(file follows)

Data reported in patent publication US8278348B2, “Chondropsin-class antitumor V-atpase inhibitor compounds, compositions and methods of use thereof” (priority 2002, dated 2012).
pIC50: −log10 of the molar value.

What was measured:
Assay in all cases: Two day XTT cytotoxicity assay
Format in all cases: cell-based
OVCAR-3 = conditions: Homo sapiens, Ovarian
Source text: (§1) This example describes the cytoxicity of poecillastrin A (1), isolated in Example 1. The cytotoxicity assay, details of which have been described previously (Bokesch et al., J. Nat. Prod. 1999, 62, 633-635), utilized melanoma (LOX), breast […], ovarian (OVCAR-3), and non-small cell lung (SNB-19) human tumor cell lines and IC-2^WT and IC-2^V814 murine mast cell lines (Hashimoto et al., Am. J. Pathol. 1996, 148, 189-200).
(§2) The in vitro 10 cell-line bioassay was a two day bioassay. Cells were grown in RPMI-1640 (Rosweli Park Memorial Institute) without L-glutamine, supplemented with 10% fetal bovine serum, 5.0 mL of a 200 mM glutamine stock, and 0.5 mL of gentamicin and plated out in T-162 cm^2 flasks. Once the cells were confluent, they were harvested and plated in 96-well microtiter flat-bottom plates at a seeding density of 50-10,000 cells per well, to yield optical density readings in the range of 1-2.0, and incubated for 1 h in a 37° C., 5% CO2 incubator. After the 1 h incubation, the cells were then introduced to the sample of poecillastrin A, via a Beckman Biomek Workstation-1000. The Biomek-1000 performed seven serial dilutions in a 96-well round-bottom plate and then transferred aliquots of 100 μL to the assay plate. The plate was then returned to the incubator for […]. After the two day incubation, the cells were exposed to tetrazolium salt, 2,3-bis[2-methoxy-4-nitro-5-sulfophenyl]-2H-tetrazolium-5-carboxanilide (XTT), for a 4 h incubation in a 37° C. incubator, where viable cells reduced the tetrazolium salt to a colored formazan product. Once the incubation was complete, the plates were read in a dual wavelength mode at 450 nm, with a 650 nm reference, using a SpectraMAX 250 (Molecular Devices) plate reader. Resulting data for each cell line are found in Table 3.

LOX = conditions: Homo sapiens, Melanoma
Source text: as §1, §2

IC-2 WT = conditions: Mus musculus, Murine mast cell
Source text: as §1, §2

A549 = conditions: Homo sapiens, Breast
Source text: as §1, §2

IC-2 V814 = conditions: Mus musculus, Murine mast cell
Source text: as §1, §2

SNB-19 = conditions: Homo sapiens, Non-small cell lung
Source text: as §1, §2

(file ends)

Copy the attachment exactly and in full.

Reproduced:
Data reported in patent publication US8278348B2, “Chondropsin-class antitumor V-atpase inhibitor compounds, compositions and methods of use thereof” (priority 2002, dated 2012).
pIC50: −log10 of the molar value.

What was measured:
Assay in all cases: Two day XTT cytotoxicity assay
Format in all cases: cell-based
OVCAR-3 = conditions: Homo sapiens, Ovarian
Source text: (§1) This example describes the cytoxicity of poecillastrin A (1), isolated in Example 1. The cytotoxicity assay, details of which have been described previously (Bokesch et al., J. Nat. Prod. 1999, 62, 633-635), utilized melanoma (LOX), breast […], ovarian (OVCAR-3), and non-small cell lung (SNB-19) human tumor cell lines and IC-2^WT and IC-2^V814 murine mast cell lines (Hashimoto et al., Am. J. Pathol. 1996, 148, 189-200).
(§2) The in vitro 10 cell-line bioassay was a two day bioassay. Cells were grown in RPMI-1640 (Rosweli Park Memorial Institute) without L-glutamine, supplemented with 10% fetal bovine serum, 5.0 mL of a 200 mM glutamine stock, and 0.5 mL of gentamicin and plated out in T-162 cm^2 flasks. Once the cells were confluent, they were harvested and plated in 96-well microtiter flat-bottom plates at a seeding density of 50-10,000 cells per well, to yield optical density readings in the range of 1-2.0, and incubated for 1 h in a 37° C., 5% CO2 incubator. After the 1 h incubation, the cells were then introduced to the sample of poecillastrin A, via a Beckman Biomek Workstation-1000. The Biomek-1000 performed seven serial dilutions in a 96-well round-bottom plate and then transferred aliquots of 100 μL to the assay plate. The plate was then returned to the incubator for […]. After the two day incubation, the cells were exposed to tetrazolium salt, 2,3-bis[2-methoxy-4-nitro-5-sulfophenyl]-2H-tetrazolium-5-carboxanilide (XTT), for a 4 h incubation in a 37° C. incubator, where viable cells reduced the tetrazolium salt to a colored formazan product. Once the incubation was complete, the plates were read in a dual wavelength mode at 450 nm, with a 650 nm reference, using a SpectraMAX 250 (Molecular Devices) plate reader. Resulting data for each cell line are found in Table 3.

LOX = conditions: Homo sapiens, Melanoma
Source text: as §1, §2

IC-2 WT = conditions: Mus musculus, Murine mast cell
Source text: as §1, §2

A549 = conditions: Homo sapiens, Breast
Source text: as §1, §2

IC-2 V814 = conditions: Mus musculus, Murine mast cell
Source text: as §1, §2

SNB-19 = conditions: Homo sapiens, Non-small cell lung
Source text: as §1, §2